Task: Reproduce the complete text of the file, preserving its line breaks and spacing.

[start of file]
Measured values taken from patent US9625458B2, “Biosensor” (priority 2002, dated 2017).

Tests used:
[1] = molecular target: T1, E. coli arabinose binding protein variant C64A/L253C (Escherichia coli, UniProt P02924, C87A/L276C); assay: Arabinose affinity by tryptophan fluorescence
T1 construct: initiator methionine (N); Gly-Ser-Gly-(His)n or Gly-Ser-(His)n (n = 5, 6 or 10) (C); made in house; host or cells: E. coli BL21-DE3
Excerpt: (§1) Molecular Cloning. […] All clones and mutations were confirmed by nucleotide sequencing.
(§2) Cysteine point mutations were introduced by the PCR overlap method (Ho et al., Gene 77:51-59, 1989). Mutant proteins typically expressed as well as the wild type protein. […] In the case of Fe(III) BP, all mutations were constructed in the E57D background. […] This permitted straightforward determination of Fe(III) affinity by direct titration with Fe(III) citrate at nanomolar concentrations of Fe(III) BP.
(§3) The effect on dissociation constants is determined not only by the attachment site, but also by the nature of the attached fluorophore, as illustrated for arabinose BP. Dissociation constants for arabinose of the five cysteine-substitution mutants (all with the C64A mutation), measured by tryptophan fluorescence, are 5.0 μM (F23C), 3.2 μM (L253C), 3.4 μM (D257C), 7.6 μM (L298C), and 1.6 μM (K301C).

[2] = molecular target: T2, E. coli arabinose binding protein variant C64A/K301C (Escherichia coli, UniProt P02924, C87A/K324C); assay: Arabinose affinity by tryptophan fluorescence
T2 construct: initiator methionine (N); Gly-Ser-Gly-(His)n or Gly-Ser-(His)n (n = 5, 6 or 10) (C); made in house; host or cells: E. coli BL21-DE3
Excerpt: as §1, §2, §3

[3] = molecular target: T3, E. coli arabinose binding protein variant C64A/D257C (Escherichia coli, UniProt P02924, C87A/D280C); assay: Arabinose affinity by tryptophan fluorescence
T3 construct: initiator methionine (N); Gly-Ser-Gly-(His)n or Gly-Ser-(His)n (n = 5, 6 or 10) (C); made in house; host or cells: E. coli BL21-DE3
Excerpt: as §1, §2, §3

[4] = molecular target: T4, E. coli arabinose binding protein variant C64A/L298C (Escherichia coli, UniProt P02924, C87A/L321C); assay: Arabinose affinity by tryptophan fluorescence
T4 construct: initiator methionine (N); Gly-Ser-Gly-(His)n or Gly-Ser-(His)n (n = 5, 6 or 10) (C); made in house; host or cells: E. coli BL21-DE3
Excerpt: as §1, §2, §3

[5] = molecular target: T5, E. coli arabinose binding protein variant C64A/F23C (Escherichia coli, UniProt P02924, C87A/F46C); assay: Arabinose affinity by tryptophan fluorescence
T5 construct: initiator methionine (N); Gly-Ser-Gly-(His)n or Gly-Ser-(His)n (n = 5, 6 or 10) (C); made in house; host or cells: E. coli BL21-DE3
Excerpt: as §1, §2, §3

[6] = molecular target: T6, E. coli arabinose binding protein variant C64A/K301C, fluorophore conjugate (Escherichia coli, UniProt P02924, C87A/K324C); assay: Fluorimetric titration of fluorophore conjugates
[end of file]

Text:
Measured values taken from patent US9625458B2, “Biosensor” (priority 2002, dated 2017).

Tests used:
[1] = molecular target: T1, E. coli arabinose binding protein variant C64A/L253C (Escherichia coli, UniProt P02924, C87A/L276C); assay: Arabinose affinity by tryptophan fluorescence
T1 construct: initiator methionine (N); Gly-Ser-Gly-(His)n or Gly-Ser-(His)n (n = 5, 6 or 10) (C); made in house; host or cells: E. coli BL21-DE3
Excerpt: (§1) Molecular Cloning. […] All clones and mutations were confirmed by nucleotide sequencing.
(§2) Cysteine point mutations were introduced by the PCR overlap method (Ho et al., Gene 77:51-59, 1989). Mutant proteins typically expressed as well as the wild type protein. […] In the case of Fe(III) BP, all mutations were constructed in the E57D background. […] This permitted straightforward determination of Fe(III) affinity by direct titration with Fe(III) citrate at nanomolar concentrations of Fe(III) BP.
(§3) The effect on dissociation constants is determined not only by the attachment site, but also by the nature of the attached fluorophore, as illustrated for arabinose BP. Dissociation constants for arabinose of the five cysteine-substitution mutants (all with the C64A mutation), measured by tryptophan fluorescence, are 5.0 μM (F23C), 3.2 μM (L253C), 3.4 μM (D257C), 7.6 μM (L298C), and 1.6 μM (K301C).

[2] = molecular target: T2, E. coli arabinose binding protein variant C64A/K301C (Escherichia coli, UniProt P02924, C87A/K324C); assay: Arabinose affinity by tryptophan fluorescence
T2 construct: initiator methionine (N); Gly-Ser-Gly-(His)n or Gly-Ser-(His)n (n = 5, 6 or 10) (C); made in house; host or cells: E. coli BL21-DE3
Excerpt: as §1, §2, §3

[3] = molecular target: T3, E. coli arabinose binding protein variant C64A/D257C (Escherichia coli, UniProt P02924, C87A/D280C); assay: Arabinose affinity by tryptophan fluorescence
T3 construct: initiator methionine (N); Gly-Ser-Gly-(His)n or Gly-Ser-(His)n (n = 5, 6 or 10) (C); made in house; host or cells: E. coli BL21-DE3
Excerpt: as §1, §2, §3

[4] = molecular target: T4, E. coli arabinose binding protein variant C64A/L298C (Escherichia coli, UniProt P02924, C87A/L321C); assay: Arabinose affinity by tryptophan fluorescence
T4 construct: initiator methionine (N); Gly-Ser-Gly-(His)n or Gly-Ser-(His)n (n = 5, 6 or 10) (C); made in house; host or cells: E. coli BL21-DE3
Excerpt: as §1, §2, §3

[5] = molecular target: T5, E. coli arabinose binding protein variant C64A/F23C (Escherichia coli, UniProt P02924, C87A/F46C); assay: Arabinose affinity by tryptophan fluorescence
T5 construct: initiator methionine (N); Gly-Ser-Gly-(His)n or Gly-Ser-(His)n (n = 5, 6 or 10) (C); made in house; host or cells: E. coli BL21-DE3
Excerpt: as §1, §2, §3

[6] = molecular target: T6, E. coli arabinose binding protein variant C64A/K301C, fluorophore conjugate (Escherichia coli, UniProt P02924, C87A/K324C); assay: Fluorimetric titration of fluorophore conjugates